Saturday, August 31, 2019

Northern Yosemite Backpacking

Hike track link

Time to strap on the backpacks and go adventuring. Susan plotted this route on a map and we executed it perfectly. It was about 50% each on and off trail in Northern Yosemite. Friend Brian came along for the entire trip, and Hikin' Bill joined us for part of the first day.

Our departure trailhead was at the end of the Virginia Lakes Road north of Mono Lake. A reasonable but long climb got us to the top of Burro Pass and gave us many incredible views.

Blue Lake

Blue Lake

An old "Fixer Upper" cabin on the climb to Burro Pass

Cooney Lake

One of the Frog Lakes

Looking back to Virginia Lakes trailhead from Burro Pass

Summit Lake below Burro Pass

From there we were headed downhill to the true Sierra pass (east/west divide) at the outlet of Summit Lake. It's very strange topography here.  Summit Lake made for a nice lunch stop and turn-around point for Bill.

Descending from Burro Pass
Still plenty of snow in the high country
Hoover Lakes from near Burro Pass
Summit Lake

Mariposa Lilies

Summit Lake
From Summit Lake we descended into Virginia Canyon. Looking at the map we didn't think there was enough daylight to make it anywhere significant, so decided to call it quits early at a nice campsite along Reverse Creek.

Gray Butte

View from camp in Virginia Canyon
Sunset light

Reverse Creek

The next morning had us continuing down canyon in the trees before turning south and up-slope on the PCT for a mile, and then turning and ascending to Lower McCabe Lake. The McCabe Lakes basin is off the beaten path for most hikers, and in fact we saw hardly anyone for the next couple days. The three McCabe Lakes sit in a glacial carved basin directly below the incredible Shepard Crest just north of Mt. Conness. We've been eyeing this spot for many years on the maps, and finally made it. After a leisurely lunch at Lower McCabe we climbed cross-country up a ridge with amazing views to Upper McCabe Lake for the evening.

Lower McCabe Lake

Shepard Crest

Virginia Canyon below

Looking northwest from near outlet of Upper McCabe Lake

Upper McCabe Lake
Home for the evening

Shepard Crest and Upper McCabe Lake

Shepard Crest in sunset light
Sunset on Upper McCabe

Shepard Crest and Upper McCabe Lake

Day three had us hiking the trickiest part of the route - a cross-country scramble over "Don't be a Smart Pass" separating upper McCabe Lake and Roosevelt Lake. I had scouted it the evening before, and while the center was full of snow, the edge was passable on loose scree and talus. This direct route to Roosevelt saved us many miles over going around the long way and got us to Susan's most wanted location for the trip.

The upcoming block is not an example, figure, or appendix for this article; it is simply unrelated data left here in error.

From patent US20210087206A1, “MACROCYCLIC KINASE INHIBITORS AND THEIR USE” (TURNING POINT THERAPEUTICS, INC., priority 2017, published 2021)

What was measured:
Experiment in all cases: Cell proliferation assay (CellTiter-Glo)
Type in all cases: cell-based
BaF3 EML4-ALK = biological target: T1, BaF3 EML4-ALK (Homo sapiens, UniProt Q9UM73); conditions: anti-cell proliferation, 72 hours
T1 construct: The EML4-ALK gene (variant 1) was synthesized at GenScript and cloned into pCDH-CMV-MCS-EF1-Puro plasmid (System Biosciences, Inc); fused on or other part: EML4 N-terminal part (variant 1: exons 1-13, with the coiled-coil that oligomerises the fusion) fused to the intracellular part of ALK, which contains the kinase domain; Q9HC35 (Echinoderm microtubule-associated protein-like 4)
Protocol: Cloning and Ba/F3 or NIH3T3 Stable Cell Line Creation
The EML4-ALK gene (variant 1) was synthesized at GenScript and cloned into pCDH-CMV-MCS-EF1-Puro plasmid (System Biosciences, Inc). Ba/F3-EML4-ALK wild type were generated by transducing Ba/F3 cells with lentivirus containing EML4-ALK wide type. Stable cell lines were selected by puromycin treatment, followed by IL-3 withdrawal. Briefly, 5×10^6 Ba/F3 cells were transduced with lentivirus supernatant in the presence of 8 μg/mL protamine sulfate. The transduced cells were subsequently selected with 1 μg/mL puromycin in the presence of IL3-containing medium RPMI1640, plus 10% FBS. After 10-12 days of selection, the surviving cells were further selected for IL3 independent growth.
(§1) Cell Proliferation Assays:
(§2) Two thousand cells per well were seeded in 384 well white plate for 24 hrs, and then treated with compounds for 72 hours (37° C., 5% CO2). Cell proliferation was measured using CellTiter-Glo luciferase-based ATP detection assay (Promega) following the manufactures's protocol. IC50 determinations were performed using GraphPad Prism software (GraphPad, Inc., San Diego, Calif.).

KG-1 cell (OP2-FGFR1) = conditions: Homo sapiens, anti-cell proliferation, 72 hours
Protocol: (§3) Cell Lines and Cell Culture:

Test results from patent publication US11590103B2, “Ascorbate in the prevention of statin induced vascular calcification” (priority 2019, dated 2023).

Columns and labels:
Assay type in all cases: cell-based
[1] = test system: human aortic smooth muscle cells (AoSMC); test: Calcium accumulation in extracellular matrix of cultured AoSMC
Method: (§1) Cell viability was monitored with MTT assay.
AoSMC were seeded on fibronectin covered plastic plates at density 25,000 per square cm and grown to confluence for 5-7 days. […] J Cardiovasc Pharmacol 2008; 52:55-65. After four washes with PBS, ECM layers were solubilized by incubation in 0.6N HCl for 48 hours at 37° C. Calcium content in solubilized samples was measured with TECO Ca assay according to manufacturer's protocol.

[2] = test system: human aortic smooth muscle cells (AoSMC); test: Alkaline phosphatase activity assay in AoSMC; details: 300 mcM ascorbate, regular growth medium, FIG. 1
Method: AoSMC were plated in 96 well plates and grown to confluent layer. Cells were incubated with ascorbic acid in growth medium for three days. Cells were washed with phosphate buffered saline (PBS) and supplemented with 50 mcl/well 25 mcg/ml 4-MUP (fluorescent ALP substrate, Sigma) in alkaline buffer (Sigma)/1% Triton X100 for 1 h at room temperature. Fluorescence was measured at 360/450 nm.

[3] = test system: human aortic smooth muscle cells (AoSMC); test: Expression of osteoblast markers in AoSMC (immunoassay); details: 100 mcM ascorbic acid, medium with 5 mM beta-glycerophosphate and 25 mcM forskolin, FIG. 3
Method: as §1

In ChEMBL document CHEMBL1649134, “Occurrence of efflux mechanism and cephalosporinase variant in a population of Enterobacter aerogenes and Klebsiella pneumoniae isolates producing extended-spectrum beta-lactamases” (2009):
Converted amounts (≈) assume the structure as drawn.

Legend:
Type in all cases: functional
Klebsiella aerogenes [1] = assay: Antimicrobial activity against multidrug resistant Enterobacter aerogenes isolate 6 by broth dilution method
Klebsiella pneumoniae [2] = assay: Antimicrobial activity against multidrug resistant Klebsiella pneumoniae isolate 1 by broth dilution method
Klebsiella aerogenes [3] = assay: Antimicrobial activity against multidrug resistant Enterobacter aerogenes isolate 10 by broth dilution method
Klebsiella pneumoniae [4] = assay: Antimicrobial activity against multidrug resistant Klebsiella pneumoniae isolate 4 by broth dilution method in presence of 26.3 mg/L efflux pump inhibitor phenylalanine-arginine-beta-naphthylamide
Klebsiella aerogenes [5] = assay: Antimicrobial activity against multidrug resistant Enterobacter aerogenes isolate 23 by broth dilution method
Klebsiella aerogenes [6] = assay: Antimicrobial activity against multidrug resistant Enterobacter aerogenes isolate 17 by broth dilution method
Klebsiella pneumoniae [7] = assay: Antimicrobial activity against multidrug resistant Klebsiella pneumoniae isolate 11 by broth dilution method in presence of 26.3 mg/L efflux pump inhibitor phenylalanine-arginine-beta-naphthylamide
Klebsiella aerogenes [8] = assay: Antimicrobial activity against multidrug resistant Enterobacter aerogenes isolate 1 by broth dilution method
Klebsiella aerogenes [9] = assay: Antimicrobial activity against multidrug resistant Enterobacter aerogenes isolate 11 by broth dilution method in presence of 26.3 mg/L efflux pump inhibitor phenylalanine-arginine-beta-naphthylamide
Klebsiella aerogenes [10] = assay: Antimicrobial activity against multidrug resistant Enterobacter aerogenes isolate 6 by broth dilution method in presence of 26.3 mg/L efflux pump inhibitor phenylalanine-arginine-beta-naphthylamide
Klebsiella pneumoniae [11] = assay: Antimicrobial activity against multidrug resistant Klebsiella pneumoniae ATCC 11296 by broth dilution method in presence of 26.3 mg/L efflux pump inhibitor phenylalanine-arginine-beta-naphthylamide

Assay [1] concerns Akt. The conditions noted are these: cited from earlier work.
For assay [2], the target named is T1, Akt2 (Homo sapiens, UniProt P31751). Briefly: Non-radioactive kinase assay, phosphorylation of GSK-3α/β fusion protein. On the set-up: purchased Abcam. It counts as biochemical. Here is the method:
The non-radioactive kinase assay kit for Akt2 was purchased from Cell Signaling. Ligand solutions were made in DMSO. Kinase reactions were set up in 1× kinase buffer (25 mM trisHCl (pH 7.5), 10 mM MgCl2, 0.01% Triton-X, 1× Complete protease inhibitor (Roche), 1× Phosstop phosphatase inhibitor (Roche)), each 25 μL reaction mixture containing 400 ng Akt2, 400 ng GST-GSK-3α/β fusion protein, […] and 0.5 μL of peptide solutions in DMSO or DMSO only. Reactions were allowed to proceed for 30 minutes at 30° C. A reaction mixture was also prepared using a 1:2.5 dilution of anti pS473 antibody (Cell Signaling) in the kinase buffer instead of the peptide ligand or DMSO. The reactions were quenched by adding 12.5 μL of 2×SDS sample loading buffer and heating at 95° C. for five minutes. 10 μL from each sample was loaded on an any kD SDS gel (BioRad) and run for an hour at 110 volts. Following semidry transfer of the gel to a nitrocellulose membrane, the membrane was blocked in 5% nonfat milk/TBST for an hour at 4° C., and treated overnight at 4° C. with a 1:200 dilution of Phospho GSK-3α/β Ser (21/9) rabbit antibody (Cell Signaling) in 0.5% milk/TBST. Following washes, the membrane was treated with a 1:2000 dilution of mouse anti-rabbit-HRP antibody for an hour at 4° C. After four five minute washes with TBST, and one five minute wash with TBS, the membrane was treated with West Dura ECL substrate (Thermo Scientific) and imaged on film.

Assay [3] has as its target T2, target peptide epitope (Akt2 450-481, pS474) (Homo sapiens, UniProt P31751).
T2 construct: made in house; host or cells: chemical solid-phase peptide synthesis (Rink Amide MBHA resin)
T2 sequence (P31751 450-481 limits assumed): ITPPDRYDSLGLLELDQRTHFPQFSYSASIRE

Upper McCabe from the inlet end

Looking up at "Don't be a Smart Pass"

A shot of the pass I took the afternoon before on a scouting mission

Climbing the scree and talus to the pass

Almost to the pass

Pushing up the last scramble to the pass

The views from the pass were amazing in both directions. And a short contour to the west at the level of the pass brought us to another notch in the mountains with even more spectacular views. We spent the better part of two hours up there enjoying the grandeur. Then it was time for the gentle descent to Roosevelt Lake.

Roosevelt Lake far below, from the pass

Middle and Lower McCabe Lakes
Roosevelt Lake and Sheep Peak

Roosevelt Lake from partway down the pass

A few words about Roosevelt Lake are in order. FDR announced that 1934 was National Park Year. Eleanor and her friend, Lorena Hickok, horse packed into Lower Young Lake and spent four days exploring the surrounding area with the help of a five rangers, seven horses and five mules. During that stay Eleanor fished in Young Lake and helped stock trout into Roosevelt Lake. At the time the lake was unnamed, but after the trip was named for her. Today the NPS is trying to eliminate all the fish from Roosevelt Lake and return it to the Yosemite Toad and Yellow-legged Frog, both of which are endangered due to the introduced fish.  As we walked along the lake shore we saw several ropes going into the water with floats attached.  They were some sort of experimental gill net, let's hope they work.

The lower part of the pass we descended to Roosevelt Lake

Mt Conness and Roosevelt Lake panorama

Roosevelt Lake

Roosevelt Lake looking back toward pass
From the outlet of Roosevelt Lake we did our best to cross-county (through great flowers!) and contour the elevation across the head of a valley to Young Lakes, our final overnight destination for the trip.

Outlet of Roosevelt Lake
Meadow below Roosevelt Lake

Mt Conness

Lupines and Mt Conness

View across valley back towards Roosevelt Lake

Spectacular Paintbrush at Upper Young Lake

Upper Young Lake

Upper Young Lake

Outlet of Upper Young Lake

Our exit day took us from Upper Young down to the two lower Young lakes, across through Dingley and Delaney Creeks, to Dog Lake and Lembert Dome. A few last magnificent views along the way brought our fantastic trek to a close.

Lower Young Lake and Ragged Peak

Lower Young Lake and Ragged Peak

Ragged Peak

A great view from near Dingley Creek

Lembert Dome